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WWF works to sustain the natural world for the benefit of people and wildlife, collaborating with partners from local to global levels in nearly 100 countries.
Rivers provide invaluable resources to society. Globally, an estimated 2 billion people rely directly on rivers for their drinking water and 500 million people (approximately one out of 14 people on Earth) live on deltas that are sustained by sediment from rivers. Many cultural traditions are also based in or around rivers. For example, sacred sites are found at the confluence of rivers throughout the Himalayan region. Rivers also support entire economies through a number of activities including fisheries, tourism, recreation, and agriculture.
A 2020 report by the Fish and Agriculture Organization of the United Nations (FAO) estimated that river fisheries provide livelihoods for 60 million people. In a 2018 report, the FAO estimated that river fisheries provide the primary source of protein for hundreds of millions of people worldwide, their value is estimated at upwards of $43 billion. The 2018 FAO report also estimated that recreationally, river fisheries are valued between $65 billion-$80 billion per year.
When well-connected to their riparian and floodplain areas, rivers support life much beyond their boundaries. However, freshwater species, including iconic river dolphins, are on the decline. Freshwater fish experienced the highest extinction rate worldwide among vertebrates in the 20th Century. According to WWF's Living Planet Report, freshwater wildlife populations declined 84% between 1970 and 2016 and over one third of the world's wetlands have been lost since 1970. Without thoughtful intervention, free-flowing rivers will continue to be lost, and we will continue to witness the decline and loss of freshwater species and their benefits to people.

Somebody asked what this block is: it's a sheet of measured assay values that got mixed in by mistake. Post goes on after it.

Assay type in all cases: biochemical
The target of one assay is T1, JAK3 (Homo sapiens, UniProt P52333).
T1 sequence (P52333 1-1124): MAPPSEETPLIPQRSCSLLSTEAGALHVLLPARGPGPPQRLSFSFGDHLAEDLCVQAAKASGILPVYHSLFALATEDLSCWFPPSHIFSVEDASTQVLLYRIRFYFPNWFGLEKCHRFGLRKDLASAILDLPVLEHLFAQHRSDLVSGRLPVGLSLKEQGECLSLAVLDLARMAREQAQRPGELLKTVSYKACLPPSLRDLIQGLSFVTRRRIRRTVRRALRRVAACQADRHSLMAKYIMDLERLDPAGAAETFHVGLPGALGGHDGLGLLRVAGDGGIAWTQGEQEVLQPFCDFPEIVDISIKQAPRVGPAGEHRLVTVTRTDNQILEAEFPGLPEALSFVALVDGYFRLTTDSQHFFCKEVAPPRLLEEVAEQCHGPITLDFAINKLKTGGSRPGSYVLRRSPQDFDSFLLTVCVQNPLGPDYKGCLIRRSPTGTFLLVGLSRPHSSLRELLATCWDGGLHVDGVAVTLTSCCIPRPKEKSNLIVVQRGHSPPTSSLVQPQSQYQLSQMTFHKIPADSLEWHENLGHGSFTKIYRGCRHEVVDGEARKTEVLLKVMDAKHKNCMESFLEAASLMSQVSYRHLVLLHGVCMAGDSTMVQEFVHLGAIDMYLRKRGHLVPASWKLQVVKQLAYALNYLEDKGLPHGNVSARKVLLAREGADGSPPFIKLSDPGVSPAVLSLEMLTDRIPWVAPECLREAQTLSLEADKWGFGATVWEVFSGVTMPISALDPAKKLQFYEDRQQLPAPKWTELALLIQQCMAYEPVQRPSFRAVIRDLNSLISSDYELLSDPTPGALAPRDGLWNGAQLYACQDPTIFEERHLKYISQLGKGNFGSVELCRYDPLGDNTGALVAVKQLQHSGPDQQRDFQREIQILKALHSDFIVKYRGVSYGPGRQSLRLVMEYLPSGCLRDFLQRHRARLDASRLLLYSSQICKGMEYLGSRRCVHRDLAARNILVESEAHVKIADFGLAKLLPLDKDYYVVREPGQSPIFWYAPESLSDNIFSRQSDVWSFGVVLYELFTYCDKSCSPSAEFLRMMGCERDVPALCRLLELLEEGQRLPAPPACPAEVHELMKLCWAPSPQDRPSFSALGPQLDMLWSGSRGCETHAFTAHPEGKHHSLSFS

Rivers, and the sediments they carry, shape, and build environments for nature and people. The nutrients carried by rivers are essential for fertile lands adjacent to rivers to grow food and support wildlife. The capacity of rivers to deliver sediment and nutrients to sustain deltas is critical, yet, many of the world's largest deltas are now sinking and shrinking as a result of upstream infrastructure development reducing sediment flows, large-scale sand mining, and sea-level rise.
Much of climate change’s greatest impacts on people and nature are being felt through water. Climate change will ultimately push natural systems to a tipping point - bringing worse droughts and floods, and a higher risk of fires. In the face of a changing climate, conserving connected and free-flowing rivers and their floodplains will be increasingly important in order to provide a buffer for more resilient communities and economies; maintain critical lifelines for aquatic species to move to new habitats as conditions change; deliver water; and serve as corridors for terrestrial species.
The most severe threat to river systems is unsustainable dam development. With more than 3,700 hydropower dams under construction or planned, rivers, and the critical aquatic life they host, are at risk. While hydropower is a less carbon-intensive energy source, poorly placed dams can have devastating impacts. The future depends on finding alternative energy solutions like wind or solar and placing new infrastructure in a way that maximizes benefits while minimizing impacts on people and nature.